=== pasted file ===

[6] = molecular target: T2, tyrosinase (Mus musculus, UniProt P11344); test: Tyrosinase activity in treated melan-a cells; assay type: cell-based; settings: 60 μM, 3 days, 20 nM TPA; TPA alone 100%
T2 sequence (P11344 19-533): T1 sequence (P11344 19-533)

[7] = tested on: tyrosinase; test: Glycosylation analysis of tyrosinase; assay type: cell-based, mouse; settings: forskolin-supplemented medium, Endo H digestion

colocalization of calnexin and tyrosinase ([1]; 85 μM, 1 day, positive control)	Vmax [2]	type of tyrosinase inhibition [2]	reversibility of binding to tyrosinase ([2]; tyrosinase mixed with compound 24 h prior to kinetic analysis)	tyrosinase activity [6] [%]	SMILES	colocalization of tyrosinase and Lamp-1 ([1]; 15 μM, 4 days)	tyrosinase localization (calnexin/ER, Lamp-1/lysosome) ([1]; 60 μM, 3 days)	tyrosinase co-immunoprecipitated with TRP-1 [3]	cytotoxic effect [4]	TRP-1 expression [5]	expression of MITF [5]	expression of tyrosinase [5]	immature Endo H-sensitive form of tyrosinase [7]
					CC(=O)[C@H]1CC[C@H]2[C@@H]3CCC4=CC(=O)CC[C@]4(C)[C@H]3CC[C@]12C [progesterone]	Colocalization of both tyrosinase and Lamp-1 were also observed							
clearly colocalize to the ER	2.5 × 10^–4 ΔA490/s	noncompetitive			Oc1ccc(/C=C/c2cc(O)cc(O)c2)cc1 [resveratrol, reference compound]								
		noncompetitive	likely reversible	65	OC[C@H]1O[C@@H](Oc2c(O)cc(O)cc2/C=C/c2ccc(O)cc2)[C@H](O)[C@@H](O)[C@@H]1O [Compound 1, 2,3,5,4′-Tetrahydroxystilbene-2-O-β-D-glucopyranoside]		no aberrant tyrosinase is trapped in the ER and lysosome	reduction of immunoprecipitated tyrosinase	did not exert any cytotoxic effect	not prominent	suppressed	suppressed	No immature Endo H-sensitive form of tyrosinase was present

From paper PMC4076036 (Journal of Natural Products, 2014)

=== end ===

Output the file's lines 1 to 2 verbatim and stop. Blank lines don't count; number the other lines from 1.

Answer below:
[6] = molecular target: T2, tyrosinase (Mus musculus, UniProt P11344); test: Tyrosinase activity in treated melan-a cells; assay type: cell-based; settings: 60 μM, 3 days, 20 nM TPA; TPA alone 100%
T2 sequence (P11344 19-533): T1 sequence (P11344 19-533)